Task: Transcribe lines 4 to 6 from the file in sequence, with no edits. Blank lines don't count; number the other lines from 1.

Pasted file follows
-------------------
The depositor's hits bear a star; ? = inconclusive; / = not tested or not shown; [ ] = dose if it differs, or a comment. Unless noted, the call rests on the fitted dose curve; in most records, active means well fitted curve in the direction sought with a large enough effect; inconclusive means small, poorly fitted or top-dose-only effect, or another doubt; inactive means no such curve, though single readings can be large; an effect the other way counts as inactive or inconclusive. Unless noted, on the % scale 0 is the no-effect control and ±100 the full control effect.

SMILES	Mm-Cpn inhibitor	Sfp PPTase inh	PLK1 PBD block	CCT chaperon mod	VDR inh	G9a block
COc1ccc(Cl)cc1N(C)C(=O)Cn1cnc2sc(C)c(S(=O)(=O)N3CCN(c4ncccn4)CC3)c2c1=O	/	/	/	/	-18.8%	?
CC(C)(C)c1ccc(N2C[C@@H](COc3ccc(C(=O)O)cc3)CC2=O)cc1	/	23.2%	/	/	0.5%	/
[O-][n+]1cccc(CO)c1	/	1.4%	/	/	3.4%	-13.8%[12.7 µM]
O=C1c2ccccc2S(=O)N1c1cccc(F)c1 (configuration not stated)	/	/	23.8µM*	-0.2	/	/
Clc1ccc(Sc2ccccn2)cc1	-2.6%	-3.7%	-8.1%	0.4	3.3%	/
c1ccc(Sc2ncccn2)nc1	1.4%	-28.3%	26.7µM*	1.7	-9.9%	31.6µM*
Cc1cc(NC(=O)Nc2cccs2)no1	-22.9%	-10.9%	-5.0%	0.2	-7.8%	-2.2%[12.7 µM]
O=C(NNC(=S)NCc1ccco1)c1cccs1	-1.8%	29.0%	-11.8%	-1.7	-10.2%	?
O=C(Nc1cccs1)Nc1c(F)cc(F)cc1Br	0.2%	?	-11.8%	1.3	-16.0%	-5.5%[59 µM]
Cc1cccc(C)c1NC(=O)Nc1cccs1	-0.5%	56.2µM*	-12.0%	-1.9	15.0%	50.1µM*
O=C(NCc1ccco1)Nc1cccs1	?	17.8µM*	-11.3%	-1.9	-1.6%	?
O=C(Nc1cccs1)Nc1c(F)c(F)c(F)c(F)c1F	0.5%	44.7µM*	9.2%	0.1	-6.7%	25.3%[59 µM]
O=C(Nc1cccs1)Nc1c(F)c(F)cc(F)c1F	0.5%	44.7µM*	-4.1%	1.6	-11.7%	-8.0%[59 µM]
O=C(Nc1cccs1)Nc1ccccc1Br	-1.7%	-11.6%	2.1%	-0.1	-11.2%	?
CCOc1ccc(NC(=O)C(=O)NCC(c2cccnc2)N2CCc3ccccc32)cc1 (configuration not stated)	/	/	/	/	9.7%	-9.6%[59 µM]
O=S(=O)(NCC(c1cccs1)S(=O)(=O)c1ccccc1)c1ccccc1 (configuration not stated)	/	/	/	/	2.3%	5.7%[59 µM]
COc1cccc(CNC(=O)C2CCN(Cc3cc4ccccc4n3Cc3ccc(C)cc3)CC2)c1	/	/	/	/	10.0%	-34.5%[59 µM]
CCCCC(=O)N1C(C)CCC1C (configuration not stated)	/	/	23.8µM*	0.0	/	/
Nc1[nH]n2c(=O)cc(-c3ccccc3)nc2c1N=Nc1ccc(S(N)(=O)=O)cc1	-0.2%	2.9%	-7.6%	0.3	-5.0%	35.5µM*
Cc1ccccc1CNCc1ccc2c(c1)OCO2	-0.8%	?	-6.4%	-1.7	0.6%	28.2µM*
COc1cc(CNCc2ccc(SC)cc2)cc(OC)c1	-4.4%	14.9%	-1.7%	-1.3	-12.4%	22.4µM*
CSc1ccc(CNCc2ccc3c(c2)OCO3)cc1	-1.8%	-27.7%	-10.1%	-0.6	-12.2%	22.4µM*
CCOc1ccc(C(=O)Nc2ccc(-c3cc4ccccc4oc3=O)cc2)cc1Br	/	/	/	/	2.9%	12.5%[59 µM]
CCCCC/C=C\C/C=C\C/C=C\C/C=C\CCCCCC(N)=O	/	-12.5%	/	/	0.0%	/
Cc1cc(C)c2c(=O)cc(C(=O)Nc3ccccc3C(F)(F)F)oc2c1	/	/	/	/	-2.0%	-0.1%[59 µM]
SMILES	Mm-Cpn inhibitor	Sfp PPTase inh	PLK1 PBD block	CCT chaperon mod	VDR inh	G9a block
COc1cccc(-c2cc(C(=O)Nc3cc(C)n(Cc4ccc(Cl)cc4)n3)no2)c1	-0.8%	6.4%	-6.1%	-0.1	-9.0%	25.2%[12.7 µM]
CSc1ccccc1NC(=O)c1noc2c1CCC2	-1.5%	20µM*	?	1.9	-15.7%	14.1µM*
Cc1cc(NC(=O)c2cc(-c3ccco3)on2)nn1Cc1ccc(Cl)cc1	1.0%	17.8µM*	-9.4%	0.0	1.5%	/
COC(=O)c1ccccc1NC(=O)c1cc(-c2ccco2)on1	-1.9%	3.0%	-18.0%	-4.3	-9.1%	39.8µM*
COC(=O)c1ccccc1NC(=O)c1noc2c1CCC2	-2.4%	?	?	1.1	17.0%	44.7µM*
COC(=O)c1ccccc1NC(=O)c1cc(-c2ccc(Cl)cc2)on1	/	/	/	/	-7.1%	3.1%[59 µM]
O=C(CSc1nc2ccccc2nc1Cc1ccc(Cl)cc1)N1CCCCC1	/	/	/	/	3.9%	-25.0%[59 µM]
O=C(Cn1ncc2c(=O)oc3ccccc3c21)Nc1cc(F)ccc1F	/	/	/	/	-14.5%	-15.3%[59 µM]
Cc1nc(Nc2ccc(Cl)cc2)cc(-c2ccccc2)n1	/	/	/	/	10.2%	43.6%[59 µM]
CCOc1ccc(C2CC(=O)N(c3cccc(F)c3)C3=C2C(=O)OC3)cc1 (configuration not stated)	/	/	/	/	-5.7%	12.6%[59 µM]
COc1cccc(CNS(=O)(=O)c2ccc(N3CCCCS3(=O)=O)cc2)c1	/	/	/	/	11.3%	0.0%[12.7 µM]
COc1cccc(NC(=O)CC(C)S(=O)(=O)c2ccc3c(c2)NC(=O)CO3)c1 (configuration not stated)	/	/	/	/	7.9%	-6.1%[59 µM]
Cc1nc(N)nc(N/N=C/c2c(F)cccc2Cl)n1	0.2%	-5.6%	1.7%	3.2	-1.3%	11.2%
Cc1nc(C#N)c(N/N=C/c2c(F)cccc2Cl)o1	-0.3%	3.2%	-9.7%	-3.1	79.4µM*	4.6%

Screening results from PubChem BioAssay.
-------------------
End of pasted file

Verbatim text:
CC(C)(C)c1ccc(N2C[C@@H](COc3ccc(C(=O)O)cc3)CC2=O)cc1	/	23.2%	/	/	0.5%	/
[O-][n+]1cccc(CO)c1	/	1.4%	/	/	3.4%	-13.8%[12.7 µM]
O=C1c2ccccc2S(=O)N1c1cccc(F)c1 (configuration not stated)	/	/	23.8µM*	-0.2	/	/